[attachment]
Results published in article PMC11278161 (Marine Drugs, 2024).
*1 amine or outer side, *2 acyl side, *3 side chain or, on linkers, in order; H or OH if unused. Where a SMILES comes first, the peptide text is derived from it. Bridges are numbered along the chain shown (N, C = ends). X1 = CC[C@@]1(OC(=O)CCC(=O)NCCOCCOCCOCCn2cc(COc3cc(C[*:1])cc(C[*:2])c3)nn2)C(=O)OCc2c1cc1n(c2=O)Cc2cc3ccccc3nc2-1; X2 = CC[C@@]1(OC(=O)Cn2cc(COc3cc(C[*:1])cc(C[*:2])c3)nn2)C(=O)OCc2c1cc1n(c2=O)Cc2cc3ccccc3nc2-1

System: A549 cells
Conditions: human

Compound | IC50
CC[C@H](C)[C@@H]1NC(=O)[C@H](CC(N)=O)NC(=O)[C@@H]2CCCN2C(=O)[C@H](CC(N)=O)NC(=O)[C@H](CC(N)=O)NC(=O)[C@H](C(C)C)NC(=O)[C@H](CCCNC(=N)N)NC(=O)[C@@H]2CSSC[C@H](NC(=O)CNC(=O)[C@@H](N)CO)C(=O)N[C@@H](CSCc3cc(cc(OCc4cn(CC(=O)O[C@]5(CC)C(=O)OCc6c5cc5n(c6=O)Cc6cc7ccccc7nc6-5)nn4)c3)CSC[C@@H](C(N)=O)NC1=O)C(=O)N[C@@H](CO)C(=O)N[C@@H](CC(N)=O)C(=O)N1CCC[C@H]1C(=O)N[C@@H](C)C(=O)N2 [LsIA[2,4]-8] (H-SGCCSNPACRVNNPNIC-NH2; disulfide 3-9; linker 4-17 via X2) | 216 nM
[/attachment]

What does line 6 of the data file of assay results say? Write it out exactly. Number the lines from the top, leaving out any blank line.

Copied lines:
CC[C@H](C)[C@@H]1NC(=O)[C@H](CC(N)=O)NC(=O)[C@@H]2CCCN2C(=O)[C@H](CC(N)=O)NC(=O)[C@H](CC(N)=O)NC(=O)[C@H](C(C)C)NC(=O)[C@H](CCCNC(=N)N)NC(=O)[C@@H]2CSSC[C@H](NC(=O)CNC(=O)[C@@H](N)CO)C(=O)N[C@@H](CSCc3cc(cc(OCc4cn(CC(=O)O[C@]5(CC)C(=O)OCc6c5cc5n(c6=O)Cc6cc7ccccc7nc6-5)nn4)c3)CSC[C@@H](C(N)=O)NC1=O)C(=O)N[C@@H](CO)C(=O)N[C@@H](CC(N)=O)C(=O)N1CCC[C@H]1C(=O)N[C@@H](C)C(=O)N2 [LsIA[2,4]-8] (H-SGCCSNPACRVNNPNIC-NH2; disulfide 3-9; linker 4-17 via X2) | 216 nM